Imagine an industry where approximately 40% of firms inspected receive Warning Letters and nearly 100% receive substantial FDA Form 483 observations. Publically available information indicates that the FDA has issued 19 Warning Letters to compounding Pharmacies just in 2015 and 41 and counting to date in the last two and a half years. There have been numerous recalls due to lack of sterility assurance,
Last week, the FDA released a Guidance entitled Analytical Procedures and Method Validations for Drugs and Biologics (here) which replaces the 2000 Draft Guidance document “Analytical Procedures and Method Validation” and the 1987 Guidance document “Guidelines for Submitting Samples and Analytical Data for Methods Validation”.
The new GDUFA fees for 2016 were published today in the Federal Register (here) and there were some real surprises. For instance, the ANDA fee (that we thought was going to decrease given the fact that 2014 saw a record 1465 ANDAs submitted) soared and apparently FDA is justifying that the fee increase is due to the lower number of ANDAs that have been submitted so far in 2015 (377 through June 2015 with a straight line projection at that rate of 502 to be submitted in FY 2015).
Today, the FDA released its draft Guidance entitled, “Request for Quality Metrics.” The document outlines the FDA’s thinking on the use of quality metrics data “to help develop compliance and inspection policies and practices, such as risk-based inspection scheduling of drug manufacturers; to improve the Agency’s ability to predict, and therefore, possibly mitigate, future drug shortages; and to encourage the pharmaceutical industry to implement state-of-the-art, innovative quality management systems for pharmaceutical manufacturing.”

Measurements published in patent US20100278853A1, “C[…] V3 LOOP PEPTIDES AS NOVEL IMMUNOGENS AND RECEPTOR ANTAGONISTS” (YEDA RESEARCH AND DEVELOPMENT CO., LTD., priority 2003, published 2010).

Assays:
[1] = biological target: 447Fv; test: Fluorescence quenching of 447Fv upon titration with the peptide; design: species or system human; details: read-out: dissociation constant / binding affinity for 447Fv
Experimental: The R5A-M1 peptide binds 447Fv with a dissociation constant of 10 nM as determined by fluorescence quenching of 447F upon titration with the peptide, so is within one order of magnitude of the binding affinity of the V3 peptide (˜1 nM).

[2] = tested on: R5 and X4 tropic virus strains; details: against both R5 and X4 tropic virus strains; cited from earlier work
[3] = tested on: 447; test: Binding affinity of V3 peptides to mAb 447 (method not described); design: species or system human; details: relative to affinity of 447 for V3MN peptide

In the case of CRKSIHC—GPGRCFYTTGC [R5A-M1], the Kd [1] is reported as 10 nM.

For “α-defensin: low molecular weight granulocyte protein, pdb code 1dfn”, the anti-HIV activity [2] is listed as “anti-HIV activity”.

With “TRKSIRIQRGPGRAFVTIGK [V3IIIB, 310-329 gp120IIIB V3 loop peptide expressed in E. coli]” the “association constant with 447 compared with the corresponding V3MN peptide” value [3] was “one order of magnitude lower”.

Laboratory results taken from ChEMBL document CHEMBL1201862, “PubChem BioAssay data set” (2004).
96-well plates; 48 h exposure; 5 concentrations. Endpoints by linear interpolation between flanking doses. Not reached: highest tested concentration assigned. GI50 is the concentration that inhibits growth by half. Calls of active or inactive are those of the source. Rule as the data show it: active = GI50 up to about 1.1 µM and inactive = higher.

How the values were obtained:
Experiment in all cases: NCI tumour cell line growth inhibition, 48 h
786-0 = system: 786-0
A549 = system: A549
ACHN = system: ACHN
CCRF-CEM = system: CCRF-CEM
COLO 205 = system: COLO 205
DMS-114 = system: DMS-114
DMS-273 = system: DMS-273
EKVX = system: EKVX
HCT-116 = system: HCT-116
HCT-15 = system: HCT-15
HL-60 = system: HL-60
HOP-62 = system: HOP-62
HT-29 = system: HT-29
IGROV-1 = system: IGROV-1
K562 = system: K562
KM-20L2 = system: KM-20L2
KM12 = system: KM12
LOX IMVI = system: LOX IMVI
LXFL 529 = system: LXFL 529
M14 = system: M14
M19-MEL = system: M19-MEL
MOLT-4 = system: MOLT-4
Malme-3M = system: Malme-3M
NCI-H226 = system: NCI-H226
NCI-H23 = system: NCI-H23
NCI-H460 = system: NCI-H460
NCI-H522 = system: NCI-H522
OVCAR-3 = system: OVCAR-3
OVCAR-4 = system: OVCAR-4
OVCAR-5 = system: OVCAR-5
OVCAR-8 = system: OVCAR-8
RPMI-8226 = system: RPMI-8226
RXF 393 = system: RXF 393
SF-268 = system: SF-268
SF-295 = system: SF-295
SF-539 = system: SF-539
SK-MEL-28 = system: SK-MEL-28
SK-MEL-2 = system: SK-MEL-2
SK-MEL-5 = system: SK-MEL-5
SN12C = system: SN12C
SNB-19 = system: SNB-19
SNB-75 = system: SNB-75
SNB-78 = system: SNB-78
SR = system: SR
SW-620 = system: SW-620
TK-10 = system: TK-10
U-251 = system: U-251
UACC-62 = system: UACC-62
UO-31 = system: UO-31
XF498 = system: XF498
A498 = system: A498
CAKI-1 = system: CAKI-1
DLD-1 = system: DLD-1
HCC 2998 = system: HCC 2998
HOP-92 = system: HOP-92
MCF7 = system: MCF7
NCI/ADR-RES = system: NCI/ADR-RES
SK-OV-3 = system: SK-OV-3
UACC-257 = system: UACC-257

In a Federal Register Notice today, the FDA announced the termination of permanent debarment of David Brancato. David was one of the original FDA staff members implicated in the Generic Drug scandal. He was originally debarred on January 6, 1994.
Special termination of debarment can occur when there is a determination that an individual substantially assisted in and cooperated with authorities in the investigation.
There are numerous FDA-approved combination cough syrups on the market. In addition, Codeine with Guaifenesin is an OTC monograph product that can be sold without prescription in many states. The use of these products in pediatric patients (under 18 years of age) can cause breathing and respiratory problems.
For years, FDA has been indicating that it was planning to take enforcement action against certain marketed unapproved prescription and OTC ear drops, but, yesterday, the final shoe dropped on the marketing of such products, as FDA published its intent to take enforcement action against these products in a Federal Register notice (here).
FDA first released its guidance on Controlled Correspondence Related to Generic Drug Development in August 2014. We previously blogged about this guidance (here). In today’s Federal Register notices, FDA provided its response to comments received on the Guidance document.
The buzz about abuse-deterrent opioids (no pun intended) in some camps seems to view these products as a panacea for the prescription drug abuse problem. In my view, that is far from the reality of the problem and clearly miles from the solution.
In response to stakeholder requests, the FDA has delayed the enforcement date only for dispensers under the Drug Supply Chain Security Act (DSCSA) until November 1, 2015.
The FDA is looking for a few (or a lot) more good employees and is holding another virtual hiring event. Could FDA be looking to obligate a portion of the $277 million excess of GDUFA funds that have not yet been spent from the fees collected in the first 2.5 years of the program?
On March 26, 2015, we blogged about an April 20-21 FDA Public Hearing regarding examining the need for the drug enforcement policy surrounding homeopathic drugs. Since the conclusion of that hearing, just under 3500 comments have been received from FDA.
Just a quick note about yesterday’s posted figures, OGD updated the figures as follows:
In a Federal Register notice today (here), FDA announced its finding that Ondansetron Hydrochloride Injection USP, in plastic, ready-to-use containers containing 32mg/50mL was removed from the market and withdrawn for safety reasons.
In a series of FDA Safety Alerts, Recall Notices, and Enforcement Actions over the last couple of years, the Agency has notified consumers of dozens of OTC products that contain undeclared and dangerous drugs.